Tips for Navigating Game Sales
A number of games have been listed for sale on gaming platform Steam for the weekend of February 21, 2014 to February 24, 2014. Origin has games marked down by up to 50 percent. Other platforms and outlets have marked down prices, too. At first glance, one would think that the gaming industry is going out of business. But what really prompts those sudden post-Christmas sales?
Most of these sales are meant to encourage more users to gaming platforms, and likely, to generate more income during the end of the first quarter for 2014. Although the average gamer might not be aware of it, this is a very well-known and respected sales strategy. Ramping up sales in the end of the first quarter can help businesses to report greater gains at the close of the quarter itself.
It's extremely difficult for most businesses to market to post-Christmas consumers; this is true whether consumers are gamers or not. When paired with the still slightly struggling economy, it bodes poorly for sales. By marketing aggressively in the first quarter, gaming platforms and providers can help to alleviate that average slump. This can sometimes prevent poor reports on March 31. The sales currently being held by Origin and Steam are but one example of this. Running sales, betas, and demos at this time of year can re-generate interest after the busy spending season.
How to Navigate the Sales
Unfortunately, with sales comes not-really-a-sale markdowns. It's important to be wary that you don't jump on a deal simply to gain access to a sale because it sounds good. When your favorite game is joined with a game you can't stand as a 2-for-1, this really isn't much of a deal. Since you aren't likely to ever play the second game, you really aren't getting anything over and above what you would have already had. Likewise, a 10 percent markdown when you need to travel 30 miles to buy the game from a retail store isn't a deal, either.
Set a Limit Before Shopping
Set a hard limit before shopping to ensure that you adhere to your budget. Never go to a game store with a credit card or access to all of your available funds unless you are exceptionally sure that you won't get sucked in by high-pressure, in-your-face deals. There's nothing wrong with setting a high budget--just make sure you set one, period. This is also true when purchasing online; don't get swept up by just-one-more-ism. Picture Steam like that really angry guy to the right -- and adjust your strategies to compensate for his aggressive tactics.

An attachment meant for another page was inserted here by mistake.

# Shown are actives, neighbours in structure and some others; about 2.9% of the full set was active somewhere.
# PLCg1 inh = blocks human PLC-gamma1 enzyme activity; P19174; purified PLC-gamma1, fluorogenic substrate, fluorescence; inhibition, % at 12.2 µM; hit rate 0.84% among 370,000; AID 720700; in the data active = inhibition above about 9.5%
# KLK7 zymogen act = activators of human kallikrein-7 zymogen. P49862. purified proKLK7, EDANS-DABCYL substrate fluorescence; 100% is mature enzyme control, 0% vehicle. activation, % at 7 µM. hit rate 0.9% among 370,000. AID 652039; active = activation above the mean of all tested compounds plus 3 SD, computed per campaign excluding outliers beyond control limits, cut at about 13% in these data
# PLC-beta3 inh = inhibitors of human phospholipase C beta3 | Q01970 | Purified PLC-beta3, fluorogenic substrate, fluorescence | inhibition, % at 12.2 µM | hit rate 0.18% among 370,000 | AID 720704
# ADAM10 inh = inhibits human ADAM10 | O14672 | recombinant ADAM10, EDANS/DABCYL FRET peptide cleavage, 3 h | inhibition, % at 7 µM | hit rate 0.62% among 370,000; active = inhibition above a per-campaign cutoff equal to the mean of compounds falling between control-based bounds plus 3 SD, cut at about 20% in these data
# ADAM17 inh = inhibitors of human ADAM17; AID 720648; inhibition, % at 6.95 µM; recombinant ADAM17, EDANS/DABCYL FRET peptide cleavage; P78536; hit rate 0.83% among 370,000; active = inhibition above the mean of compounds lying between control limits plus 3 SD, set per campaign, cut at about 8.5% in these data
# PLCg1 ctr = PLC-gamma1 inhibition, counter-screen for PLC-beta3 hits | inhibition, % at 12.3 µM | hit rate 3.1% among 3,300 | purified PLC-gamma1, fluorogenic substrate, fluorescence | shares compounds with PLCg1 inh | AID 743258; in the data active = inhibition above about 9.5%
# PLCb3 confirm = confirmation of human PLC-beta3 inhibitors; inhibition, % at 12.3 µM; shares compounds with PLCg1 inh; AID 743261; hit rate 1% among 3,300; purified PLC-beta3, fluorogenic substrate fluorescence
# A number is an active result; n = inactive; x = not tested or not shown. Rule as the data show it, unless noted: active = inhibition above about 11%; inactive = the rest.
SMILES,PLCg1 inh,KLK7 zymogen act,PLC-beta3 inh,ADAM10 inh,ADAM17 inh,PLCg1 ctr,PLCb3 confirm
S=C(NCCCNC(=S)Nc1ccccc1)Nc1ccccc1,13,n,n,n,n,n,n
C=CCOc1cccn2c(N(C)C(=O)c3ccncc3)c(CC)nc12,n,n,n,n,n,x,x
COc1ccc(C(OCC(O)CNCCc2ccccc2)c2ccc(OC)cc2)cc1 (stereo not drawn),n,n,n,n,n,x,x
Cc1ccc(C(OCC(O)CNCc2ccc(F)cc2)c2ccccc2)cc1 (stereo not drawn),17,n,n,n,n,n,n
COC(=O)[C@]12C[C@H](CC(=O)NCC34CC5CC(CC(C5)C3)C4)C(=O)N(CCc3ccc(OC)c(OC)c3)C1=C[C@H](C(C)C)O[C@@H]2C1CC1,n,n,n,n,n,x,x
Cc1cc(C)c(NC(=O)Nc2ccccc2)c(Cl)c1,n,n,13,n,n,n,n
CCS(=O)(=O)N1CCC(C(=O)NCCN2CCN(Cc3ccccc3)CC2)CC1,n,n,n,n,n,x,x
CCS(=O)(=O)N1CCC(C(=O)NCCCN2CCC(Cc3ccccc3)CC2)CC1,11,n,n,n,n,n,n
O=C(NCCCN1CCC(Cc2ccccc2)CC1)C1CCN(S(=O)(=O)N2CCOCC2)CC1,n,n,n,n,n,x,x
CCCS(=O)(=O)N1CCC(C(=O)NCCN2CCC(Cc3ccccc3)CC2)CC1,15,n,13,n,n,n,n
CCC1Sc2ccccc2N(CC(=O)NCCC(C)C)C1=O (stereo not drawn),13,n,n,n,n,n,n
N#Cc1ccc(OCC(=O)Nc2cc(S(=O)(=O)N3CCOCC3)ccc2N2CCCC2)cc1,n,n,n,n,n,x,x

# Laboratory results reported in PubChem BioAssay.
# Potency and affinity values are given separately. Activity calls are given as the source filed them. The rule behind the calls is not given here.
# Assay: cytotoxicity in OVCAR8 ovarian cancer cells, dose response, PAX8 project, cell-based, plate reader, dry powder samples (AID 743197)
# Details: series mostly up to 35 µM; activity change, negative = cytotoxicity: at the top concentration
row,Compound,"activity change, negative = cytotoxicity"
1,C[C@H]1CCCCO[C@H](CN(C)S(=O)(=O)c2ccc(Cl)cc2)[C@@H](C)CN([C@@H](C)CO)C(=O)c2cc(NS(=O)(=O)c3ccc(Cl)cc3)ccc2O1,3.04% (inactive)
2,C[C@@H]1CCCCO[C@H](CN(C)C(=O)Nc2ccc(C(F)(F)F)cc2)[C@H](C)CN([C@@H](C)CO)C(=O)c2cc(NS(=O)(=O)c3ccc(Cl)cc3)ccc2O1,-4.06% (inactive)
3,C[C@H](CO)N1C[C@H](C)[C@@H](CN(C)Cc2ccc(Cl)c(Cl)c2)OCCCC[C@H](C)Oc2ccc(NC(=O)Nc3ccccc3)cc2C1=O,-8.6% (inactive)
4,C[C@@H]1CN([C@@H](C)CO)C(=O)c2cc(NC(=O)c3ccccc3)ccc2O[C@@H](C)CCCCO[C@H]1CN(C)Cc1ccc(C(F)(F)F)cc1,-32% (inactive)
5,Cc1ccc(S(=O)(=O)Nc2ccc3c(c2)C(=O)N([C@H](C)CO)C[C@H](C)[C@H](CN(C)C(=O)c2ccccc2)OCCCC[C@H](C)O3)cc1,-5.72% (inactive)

Oh Look... A Deal! Quick, Grab It!
Wait! Calm down, don't grab the first deal you see. Remember that time-honored advice your parents gave you about not spending all your money at once on the first shiny toy you saw? This is true for games, as well. Particularly in the case of outlets like Steam, prices can drop even further over the course of a sale as providers attempt to reach their sales goals. Waiting just two days can often drastically reduce your costs. And, if you fear the sale ending before the end of the sale itself (or losing your great discount), have no fear - within the scope of a single sale period, prices generally don't rise in the same manner as they can drop. So have patience, Gamer-san. Take advantage of their Daily Deals and Flash Sales to gain even better discounts.
But I Really Do Like the Bundle!
Okay, bundles aren't always bad. Sometimes, they can result in incredible deals across the board for several different games you enjoy. If a bundle pops up that you love--go for it. But be wary of rationalizing based on quantity. Seven bad games and three good ones still isn't much of a deal, unless the total price is less than you would have paid for the three you love. In the case of the much-loved Humble Bundle, chipping in is for a great cause, so it's easier to justify. Humble bundles are almost always supremely affordable, too.
But I can Download It!
Stop! In the name of sound gamer spending! Seriously, your sense of but-I-want-it-right-now is telling you lies. Stop the insanity! Check local hard copies within retail shops before buying online for convenience. Convenience is a justifiable reason to purchase online in many cases, but in others, it's simple laziness (sorry, the truth hurts!).
Go Forth and Plunder
Young padawan, I think you're ready to venture out into the world. Go forth, and plunder Steam, Humble, Gamestop, and other valiant providers for worthwhile sales. Ready to browse what's on sale?
Hey, psst. All images taken from Quickmemes, Weknowmemes, and Memecenter, or Icanhazcheeseburger. Header image from 8bitsoul.com.
Samuel FranklinFebruary 24, 2014, 4:22 amFeatured ContributorIt's always a struggle to resist the sales, I've been struggling with some of the insane GOG sales right now. I like their approach to bundles though because you can unselect games from a bundle to lose some % of your discount but you aren't paying for games you don't want.
MandieMFebruary 24, 2014, 9:39 amFeatured CorrespondentYeah, I am terrible for spending way too much money ANYWAY. I also have a client that pays me via paypal/prepaid CC...it's a Hoooooooooooorible combination for when game sales come around LOL. I have really had to develop a sense of balance.
I also think that for many of us, it was drilled into us growing up that we should take advantage of sales to save money. That's only partially true for all of the reasons outlined above. I'm sure most of us had adults in our lives that told us "Wait for it to go on sale" at some point. :)